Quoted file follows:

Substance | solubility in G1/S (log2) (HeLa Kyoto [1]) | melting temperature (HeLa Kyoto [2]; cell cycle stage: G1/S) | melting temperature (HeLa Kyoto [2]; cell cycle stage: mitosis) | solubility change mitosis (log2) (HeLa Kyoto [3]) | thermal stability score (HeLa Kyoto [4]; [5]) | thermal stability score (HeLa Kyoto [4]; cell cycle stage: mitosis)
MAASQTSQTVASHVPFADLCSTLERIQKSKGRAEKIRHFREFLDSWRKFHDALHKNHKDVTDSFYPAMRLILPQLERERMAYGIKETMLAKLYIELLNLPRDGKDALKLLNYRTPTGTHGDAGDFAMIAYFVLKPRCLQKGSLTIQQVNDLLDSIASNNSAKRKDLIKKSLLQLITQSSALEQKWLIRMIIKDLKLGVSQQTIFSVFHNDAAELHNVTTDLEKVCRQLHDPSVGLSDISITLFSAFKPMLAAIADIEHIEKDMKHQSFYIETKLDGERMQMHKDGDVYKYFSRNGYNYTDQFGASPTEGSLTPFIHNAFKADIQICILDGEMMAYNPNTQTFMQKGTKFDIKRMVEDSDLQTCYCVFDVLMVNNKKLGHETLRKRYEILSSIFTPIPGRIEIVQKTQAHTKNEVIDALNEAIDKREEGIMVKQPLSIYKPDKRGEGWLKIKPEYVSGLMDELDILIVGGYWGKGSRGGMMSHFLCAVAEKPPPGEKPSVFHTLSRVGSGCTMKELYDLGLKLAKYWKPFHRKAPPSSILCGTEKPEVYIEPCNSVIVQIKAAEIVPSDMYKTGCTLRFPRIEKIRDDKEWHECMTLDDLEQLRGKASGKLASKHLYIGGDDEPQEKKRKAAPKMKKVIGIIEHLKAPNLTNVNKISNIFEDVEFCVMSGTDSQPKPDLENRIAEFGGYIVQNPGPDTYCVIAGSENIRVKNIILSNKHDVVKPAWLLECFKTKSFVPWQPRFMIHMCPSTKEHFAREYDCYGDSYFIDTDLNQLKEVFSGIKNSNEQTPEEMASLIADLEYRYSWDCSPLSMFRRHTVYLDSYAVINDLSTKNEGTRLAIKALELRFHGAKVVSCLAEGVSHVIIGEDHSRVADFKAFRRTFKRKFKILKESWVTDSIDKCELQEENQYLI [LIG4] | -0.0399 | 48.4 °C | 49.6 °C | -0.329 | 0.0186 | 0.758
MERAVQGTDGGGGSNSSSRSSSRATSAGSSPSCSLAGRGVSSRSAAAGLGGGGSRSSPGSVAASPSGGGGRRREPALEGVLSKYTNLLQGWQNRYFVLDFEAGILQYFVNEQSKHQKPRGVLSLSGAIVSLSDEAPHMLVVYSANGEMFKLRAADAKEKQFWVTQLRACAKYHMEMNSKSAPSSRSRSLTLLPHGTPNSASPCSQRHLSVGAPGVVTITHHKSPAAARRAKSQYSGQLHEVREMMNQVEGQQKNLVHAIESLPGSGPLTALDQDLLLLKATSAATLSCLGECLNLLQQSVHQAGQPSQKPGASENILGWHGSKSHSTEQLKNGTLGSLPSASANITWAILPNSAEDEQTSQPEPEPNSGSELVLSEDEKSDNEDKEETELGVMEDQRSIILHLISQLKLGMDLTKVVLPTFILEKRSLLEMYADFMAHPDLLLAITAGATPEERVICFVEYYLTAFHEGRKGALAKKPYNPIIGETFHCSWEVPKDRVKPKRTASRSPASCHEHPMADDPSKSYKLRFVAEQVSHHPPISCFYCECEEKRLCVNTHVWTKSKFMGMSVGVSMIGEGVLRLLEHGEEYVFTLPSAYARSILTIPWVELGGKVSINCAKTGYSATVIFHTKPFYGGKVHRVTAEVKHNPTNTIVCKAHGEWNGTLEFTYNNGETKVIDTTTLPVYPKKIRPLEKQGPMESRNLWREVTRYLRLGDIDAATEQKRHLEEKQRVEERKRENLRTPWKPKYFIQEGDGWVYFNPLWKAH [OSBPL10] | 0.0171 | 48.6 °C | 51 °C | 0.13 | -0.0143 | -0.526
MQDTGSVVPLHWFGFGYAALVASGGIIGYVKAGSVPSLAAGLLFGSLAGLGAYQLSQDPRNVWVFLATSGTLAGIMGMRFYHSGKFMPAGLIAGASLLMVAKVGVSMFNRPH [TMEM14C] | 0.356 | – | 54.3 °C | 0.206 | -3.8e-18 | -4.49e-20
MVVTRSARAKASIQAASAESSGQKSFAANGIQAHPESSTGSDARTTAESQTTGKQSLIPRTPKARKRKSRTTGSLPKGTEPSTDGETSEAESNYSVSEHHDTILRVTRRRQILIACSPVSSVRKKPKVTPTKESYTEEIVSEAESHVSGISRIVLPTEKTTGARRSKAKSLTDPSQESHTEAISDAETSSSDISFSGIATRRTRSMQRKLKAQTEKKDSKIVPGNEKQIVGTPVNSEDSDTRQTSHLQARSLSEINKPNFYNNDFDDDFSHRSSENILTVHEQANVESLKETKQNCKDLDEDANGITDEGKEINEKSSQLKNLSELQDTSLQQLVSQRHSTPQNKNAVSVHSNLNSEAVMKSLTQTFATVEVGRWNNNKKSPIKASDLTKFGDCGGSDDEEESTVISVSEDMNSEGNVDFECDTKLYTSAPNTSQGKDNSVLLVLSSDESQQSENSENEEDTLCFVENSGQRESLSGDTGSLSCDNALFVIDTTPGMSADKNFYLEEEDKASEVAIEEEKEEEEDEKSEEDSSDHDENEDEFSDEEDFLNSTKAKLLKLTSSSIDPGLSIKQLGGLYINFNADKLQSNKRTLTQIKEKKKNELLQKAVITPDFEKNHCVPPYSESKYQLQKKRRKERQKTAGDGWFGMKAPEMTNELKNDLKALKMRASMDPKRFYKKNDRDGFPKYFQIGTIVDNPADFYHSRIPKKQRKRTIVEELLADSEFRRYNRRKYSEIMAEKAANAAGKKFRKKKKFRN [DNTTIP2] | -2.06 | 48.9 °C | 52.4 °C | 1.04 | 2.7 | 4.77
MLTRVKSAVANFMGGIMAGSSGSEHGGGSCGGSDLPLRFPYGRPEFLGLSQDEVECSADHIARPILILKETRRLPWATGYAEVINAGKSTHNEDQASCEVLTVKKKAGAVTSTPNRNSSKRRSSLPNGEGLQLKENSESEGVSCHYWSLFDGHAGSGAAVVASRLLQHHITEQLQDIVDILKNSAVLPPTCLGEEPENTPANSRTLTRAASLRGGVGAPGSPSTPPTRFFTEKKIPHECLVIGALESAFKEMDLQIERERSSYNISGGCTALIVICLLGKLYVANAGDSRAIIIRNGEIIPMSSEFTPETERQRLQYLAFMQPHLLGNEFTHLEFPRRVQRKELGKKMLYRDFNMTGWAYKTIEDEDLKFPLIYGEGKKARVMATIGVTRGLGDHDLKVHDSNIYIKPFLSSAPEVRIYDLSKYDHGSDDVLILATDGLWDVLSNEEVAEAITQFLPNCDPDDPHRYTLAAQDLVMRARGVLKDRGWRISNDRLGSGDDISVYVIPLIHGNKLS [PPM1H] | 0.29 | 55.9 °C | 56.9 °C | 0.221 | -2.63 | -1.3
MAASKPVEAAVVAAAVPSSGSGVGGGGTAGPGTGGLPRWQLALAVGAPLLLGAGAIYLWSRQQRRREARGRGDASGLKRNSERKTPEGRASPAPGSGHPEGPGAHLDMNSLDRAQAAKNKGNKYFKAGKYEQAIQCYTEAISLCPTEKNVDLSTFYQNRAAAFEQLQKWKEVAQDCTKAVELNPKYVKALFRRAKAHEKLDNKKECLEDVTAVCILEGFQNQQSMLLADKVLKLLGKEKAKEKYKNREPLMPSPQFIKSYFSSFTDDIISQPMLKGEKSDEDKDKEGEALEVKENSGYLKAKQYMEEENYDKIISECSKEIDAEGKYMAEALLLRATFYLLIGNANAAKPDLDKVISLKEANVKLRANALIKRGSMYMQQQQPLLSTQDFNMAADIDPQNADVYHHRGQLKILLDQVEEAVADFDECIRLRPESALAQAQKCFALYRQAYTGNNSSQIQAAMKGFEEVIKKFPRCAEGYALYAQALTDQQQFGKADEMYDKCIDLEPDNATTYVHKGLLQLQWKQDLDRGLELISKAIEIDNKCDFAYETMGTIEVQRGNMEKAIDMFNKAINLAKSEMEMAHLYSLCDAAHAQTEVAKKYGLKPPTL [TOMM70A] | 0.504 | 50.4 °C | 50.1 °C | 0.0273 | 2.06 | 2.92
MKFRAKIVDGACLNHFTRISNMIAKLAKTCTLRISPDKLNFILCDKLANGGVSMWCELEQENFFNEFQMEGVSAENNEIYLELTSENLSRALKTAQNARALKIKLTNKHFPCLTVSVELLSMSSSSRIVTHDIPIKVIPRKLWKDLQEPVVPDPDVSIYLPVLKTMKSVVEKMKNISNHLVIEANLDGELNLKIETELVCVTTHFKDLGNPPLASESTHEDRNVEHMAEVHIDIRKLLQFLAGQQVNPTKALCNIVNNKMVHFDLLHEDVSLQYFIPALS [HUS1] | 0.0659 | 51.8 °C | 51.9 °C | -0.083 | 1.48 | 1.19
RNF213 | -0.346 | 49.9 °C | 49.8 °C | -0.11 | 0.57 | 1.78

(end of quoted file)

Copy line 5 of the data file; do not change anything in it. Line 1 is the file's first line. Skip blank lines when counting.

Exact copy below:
MVVTRSARAKASIQAASAESSGQKSFAANGIQAHPESSTGSDARTTAESQTTGKQSLIPRTPKARKRKSRTTGSLPKGTEPSTDGETSEAESNYSVSEHHDTILRVTRRRQILIACSPVSSVRKKPKVTPTKESYTEEIVSEAESHVSGISRIVLPTEKTTGARRSKAKSLTDPSQESHTEAISDAETSSSDISFSGIATRRTRSMQRKLKAQTEKKDSKIVPGNEKQIVGTPVNSEDSDTRQTSHLQARSLSEINKPNFYNNDFDDDFSHRSSENILTVHEQANVESLKETKQNCKDLDEDANGITDEGKEINEKSSQLKNLSELQDTSLQQLVSQRHSTPQNKNAVSVHSNLNSEAVMKSLTQTFATVEVGRWNNNKKSPIKASDLTKFGDCGGSDDEEESTVISVSEDMNSEGNVDFECDTKLYTSAPNTSQGKDNSVLLVLSSDESQQSENSENEEDTLCFVENSGQRESLSGDTGSLSCDNALFVIDTTPGMSADKNFYLEEEDKASEVAIEEEKEEEEDEKSEEDSSDHDENEDEFSDEEDFLNSTKAKLLKLTSSSIDPGLSIKQLGGLYINFNADKLQSNKRTLTQIKEKKKNELLQKAVITPDFEKNHCVPPYSESKYQLQKKRRKERQKTAGDGWFGMKAPEMTNELKNDLKALKMRASMDPKRFYKKNDRDGFPKYFQIGTIVDNPADFYHSRIPKKQRKRTIVEELLADSEFRRYNRRKYSEIMAEKAANAAGKKFRKKKKFRN [DNTTIP2] | -2.06 | 48.9 °C | 52.4 °C | 1.04 | 2.7 | 4.77